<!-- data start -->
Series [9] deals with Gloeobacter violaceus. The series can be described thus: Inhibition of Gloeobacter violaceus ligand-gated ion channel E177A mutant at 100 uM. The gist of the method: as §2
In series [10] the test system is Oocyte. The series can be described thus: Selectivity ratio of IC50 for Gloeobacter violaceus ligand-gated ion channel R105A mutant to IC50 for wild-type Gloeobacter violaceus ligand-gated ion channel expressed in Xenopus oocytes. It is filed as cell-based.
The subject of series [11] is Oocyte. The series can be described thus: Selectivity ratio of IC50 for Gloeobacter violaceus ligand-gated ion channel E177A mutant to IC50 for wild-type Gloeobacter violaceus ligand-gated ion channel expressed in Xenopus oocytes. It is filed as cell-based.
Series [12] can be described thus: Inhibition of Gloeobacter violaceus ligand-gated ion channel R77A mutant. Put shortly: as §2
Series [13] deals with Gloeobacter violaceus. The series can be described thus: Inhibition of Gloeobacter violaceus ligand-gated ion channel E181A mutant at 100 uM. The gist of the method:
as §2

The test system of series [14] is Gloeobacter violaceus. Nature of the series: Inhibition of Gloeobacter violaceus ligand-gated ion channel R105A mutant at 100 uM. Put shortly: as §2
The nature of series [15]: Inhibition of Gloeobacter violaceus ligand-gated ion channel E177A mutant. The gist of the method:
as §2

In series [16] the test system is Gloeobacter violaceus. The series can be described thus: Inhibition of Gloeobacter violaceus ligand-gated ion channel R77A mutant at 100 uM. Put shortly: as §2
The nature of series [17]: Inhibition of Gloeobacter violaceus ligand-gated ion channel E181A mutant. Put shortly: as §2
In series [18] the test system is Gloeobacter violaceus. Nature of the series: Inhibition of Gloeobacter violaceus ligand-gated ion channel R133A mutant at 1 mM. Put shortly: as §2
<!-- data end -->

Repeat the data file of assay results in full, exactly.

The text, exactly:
Series [9] deals with Gloeobacter violaceus. The series can be described thus: Inhibition of Gloeobacter violaceus ligand-gated ion channel E177A mutant at 100 uM. The gist of the method: as §2
In series [10] the test system is Oocyte. The series can be described thus: Selectivity ratio of IC50 for Gloeobacter violaceus ligand-gated ion channel R105A mutant to IC50 for wild-type Gloeobacter violaceus ligand-gated ion channel expressed in Xenopus oocytes. It is filed as cell-based.
The subject of series [11] is Oocyte. The series can be described thus: Selectivity ratio of IC50 for Gloeobacter violaceus ligand-gated ion channel E177A mutant to IC50 for wild-type Gloeobacter violaceus ligand-gated ion channel expressed in Xenopus oocytes. It is filed as cell-based.
Series [12] can be described thus: Inhibition of Gloeobacter violaceus ligand-gated ion channel R77A mutant. Put shortly: as §2
Series [13] deals with Gloeobacter violaceus. The series can be described thus: Inhibition of Gloeobacter violaceus ligand-gated ion channel E181A mutant at 100 uM. The gist of the method:
as §2

The test system of series [14] is Gloeobacter violaceus. Nature of the series: Inhibition of Gloeobacter violaceus ligand-gated ion channel R105A mutant at 100 uM. Put shortly: as §2
The nature of series [15]: Inhibition of Gloeobacter violaceus ligand-gated ion channel E177A mutant. The gist of the method:
as §2

In series [16] the test system is Gloeobacter violaceus. The series can be described thus: Inhibition of Gloeobacter violaceus ligand-gated ion channel R77A mutant at 100 uM. Put shortly: as §2
The nature of series [17]: Inhibition of Gloeobacter violaceus ligand-gated ion channel E181A mutant. Put shortly: as §2
In series [18] the test system is Gloeobacter violaceus. Nature of the series: Inhibition of Gloeobacter violaceus ligand-gated ion channel R133A mutant at 1 mM. Put shortly: as §2